While neighborhoods featuring train stations or nightclubs may be among the worst places for families to live, those who reside near major roadways are exposed to a number of potential health problems, including more respiratory infections among young children.

A new study from researchers in Boston found a higher incidence of respiratory infections in kids living near major roadways and interstates, according to research presented this week at the American Thoracic Society's international conference in Philadelphia.

"The connection between in utero and early life cigarette smoke exposure and adverse infant respiratory outcomes is well-established, but the relation of prenatal ambient air pollution to risk of infant respiratory infection is less well-studied," Dr. Mary Rice, a pulmonary and critical care fellow at Massachusetts General Hospital and Beth Israel Deaconess Medical Center, told media. "Our study extends previous findings by showing that proximity to a major roadway during the prenatal period is associated with increased risk of subsequent respiratory infection in children."

By age three, 53.3 percent of the children studied had experienced at least one diagnosed respiratory infection, such as pneumonia, bronchiolitis, or croup. After adjusting for other risk factors for these ailments, investigators found that children whose mothers lived closer than 100 yards from a major roadway during pregnancy were 1.74 times as likely as others to contract such infections. Those living fairly close to major roads, between 100 and 200 yards, were 1.49 times as likely.

The study included 1,271 mother-and-child pairs from the first trimester of pregnancy between 1999 and 2002 in eastern Massachusetts, adjusting for sex, birth weight, maternal education, household income, neighborhood income, education, breastfeeding, daycare attendance, and exposure to smoking before and after birth.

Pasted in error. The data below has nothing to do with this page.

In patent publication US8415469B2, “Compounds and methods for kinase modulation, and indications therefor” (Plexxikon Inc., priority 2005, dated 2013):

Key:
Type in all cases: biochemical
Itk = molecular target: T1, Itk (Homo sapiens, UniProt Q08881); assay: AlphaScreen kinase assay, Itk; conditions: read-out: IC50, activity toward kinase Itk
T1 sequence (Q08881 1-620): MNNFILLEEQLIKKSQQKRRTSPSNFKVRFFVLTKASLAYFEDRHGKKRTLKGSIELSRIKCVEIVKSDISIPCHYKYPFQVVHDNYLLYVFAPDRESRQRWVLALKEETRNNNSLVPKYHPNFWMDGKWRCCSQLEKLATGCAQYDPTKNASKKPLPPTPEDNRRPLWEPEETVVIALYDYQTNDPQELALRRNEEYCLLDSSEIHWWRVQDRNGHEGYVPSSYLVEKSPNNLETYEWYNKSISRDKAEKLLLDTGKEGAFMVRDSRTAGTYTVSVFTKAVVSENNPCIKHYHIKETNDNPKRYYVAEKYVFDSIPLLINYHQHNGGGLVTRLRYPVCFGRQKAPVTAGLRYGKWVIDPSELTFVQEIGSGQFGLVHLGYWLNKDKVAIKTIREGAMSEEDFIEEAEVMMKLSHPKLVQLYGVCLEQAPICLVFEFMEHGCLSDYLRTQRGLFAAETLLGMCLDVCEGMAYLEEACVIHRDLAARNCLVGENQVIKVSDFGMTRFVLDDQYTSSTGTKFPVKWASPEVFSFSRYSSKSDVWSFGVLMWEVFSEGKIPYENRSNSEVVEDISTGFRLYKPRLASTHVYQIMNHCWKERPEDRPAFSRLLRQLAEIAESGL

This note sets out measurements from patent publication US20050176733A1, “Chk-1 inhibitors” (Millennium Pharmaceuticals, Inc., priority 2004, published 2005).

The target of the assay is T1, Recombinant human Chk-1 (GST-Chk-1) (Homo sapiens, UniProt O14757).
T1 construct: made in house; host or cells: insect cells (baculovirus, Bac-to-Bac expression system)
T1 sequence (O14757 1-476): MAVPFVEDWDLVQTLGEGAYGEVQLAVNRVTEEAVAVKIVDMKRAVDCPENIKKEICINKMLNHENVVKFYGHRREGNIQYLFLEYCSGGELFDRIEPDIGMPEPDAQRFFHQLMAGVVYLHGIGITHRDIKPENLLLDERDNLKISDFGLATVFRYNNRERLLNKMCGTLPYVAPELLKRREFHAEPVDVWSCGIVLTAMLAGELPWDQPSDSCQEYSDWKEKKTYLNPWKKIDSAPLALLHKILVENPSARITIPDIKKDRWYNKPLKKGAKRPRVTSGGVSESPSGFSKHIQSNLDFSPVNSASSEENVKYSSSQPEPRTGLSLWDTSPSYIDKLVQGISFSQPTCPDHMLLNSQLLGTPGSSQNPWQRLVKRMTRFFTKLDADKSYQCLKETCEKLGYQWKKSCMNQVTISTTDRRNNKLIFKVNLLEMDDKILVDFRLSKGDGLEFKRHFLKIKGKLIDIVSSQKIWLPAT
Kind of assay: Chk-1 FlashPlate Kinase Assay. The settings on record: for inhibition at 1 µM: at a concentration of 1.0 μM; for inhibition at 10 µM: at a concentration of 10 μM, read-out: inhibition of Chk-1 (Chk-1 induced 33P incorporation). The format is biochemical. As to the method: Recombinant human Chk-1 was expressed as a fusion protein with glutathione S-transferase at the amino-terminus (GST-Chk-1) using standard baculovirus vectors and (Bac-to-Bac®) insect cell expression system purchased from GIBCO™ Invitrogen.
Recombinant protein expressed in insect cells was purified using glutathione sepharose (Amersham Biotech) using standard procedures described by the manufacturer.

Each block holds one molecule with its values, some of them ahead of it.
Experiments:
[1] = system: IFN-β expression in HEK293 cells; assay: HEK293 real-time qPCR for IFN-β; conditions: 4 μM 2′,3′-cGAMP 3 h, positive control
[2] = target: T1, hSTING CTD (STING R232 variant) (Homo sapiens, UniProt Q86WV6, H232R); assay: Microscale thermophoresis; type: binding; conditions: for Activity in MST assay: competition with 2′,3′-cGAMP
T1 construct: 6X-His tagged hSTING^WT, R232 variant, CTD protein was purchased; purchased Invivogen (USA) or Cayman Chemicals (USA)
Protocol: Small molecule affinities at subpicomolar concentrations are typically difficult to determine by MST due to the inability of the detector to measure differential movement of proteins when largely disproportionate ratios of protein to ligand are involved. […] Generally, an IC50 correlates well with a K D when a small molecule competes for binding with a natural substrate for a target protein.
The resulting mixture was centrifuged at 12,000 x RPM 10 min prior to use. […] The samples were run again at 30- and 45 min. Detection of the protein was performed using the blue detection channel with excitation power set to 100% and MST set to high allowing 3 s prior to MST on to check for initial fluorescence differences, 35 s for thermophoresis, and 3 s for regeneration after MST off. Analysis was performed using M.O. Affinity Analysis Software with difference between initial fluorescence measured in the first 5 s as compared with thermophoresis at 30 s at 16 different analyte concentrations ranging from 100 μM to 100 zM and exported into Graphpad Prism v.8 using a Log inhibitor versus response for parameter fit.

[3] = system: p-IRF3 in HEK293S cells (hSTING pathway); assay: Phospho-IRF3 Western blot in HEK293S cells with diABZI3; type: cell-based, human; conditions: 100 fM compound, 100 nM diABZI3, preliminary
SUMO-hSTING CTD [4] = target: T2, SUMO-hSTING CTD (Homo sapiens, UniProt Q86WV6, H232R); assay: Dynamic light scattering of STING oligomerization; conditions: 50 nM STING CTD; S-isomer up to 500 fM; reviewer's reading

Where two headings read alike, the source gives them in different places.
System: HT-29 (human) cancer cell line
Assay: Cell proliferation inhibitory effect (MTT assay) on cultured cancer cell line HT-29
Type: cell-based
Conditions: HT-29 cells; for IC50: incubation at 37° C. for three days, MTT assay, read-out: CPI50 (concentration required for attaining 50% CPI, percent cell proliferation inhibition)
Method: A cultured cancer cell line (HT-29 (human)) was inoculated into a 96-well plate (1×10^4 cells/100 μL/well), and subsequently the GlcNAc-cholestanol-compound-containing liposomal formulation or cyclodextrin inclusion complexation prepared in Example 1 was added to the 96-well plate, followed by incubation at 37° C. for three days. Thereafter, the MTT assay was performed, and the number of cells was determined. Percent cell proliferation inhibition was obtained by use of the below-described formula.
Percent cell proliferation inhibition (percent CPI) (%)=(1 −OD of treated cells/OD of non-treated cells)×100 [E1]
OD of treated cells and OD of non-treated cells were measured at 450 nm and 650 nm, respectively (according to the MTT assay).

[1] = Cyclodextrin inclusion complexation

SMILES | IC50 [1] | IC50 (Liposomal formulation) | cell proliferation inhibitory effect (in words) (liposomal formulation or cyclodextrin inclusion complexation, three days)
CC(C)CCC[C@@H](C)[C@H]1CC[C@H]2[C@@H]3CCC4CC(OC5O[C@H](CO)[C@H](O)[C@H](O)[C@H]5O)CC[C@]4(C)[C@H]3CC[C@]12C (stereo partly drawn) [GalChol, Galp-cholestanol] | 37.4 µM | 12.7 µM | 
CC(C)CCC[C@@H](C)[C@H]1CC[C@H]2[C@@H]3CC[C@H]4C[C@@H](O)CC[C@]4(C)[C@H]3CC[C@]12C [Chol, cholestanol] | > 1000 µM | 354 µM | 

Relatively few of the women lived near major roadways, however. In the study group, 6.4 percent lived closer than 100 yards to a major roadway, while another 6.5 percent lived within 100 to 200 yards. About a third of those studied lived 200 to 1,000 yards with slightly more than half living more than 1,000 yards from a major thoroughfare.

"In our study, living in close proximity to a major roadway during pregnancy was associated with an increased risk of respiratory infection in children, adding to the growing body of evidence linking exposure to traffic with adverse effects on health," Rice said. "Future research will need to clarify whether the apparent harmful postnatal effects of living close to a major road during pregnancy is due to air pollution from traffic or other exposures related to roads."

Researchers may next investigate whether black carbon indexes near major roadways in the Boston area are contributing to the higher rates of infections in young children and more frequent trips to the emergency room.

For more information about pediatric respiratory infections, visit the Centers for Disease Control and Prevention.

Source: Rice MB, Rifas-Shiman S, Litonjua AA, Oken E, Gillman MW, Mittleman MA, Gold D. Exposure To Traffic And Early Life Respiratory Infection: A Cohort Study,Category: 06.01 - Air Pollution: Epidemiology and Mechanisms (EOH). 2013.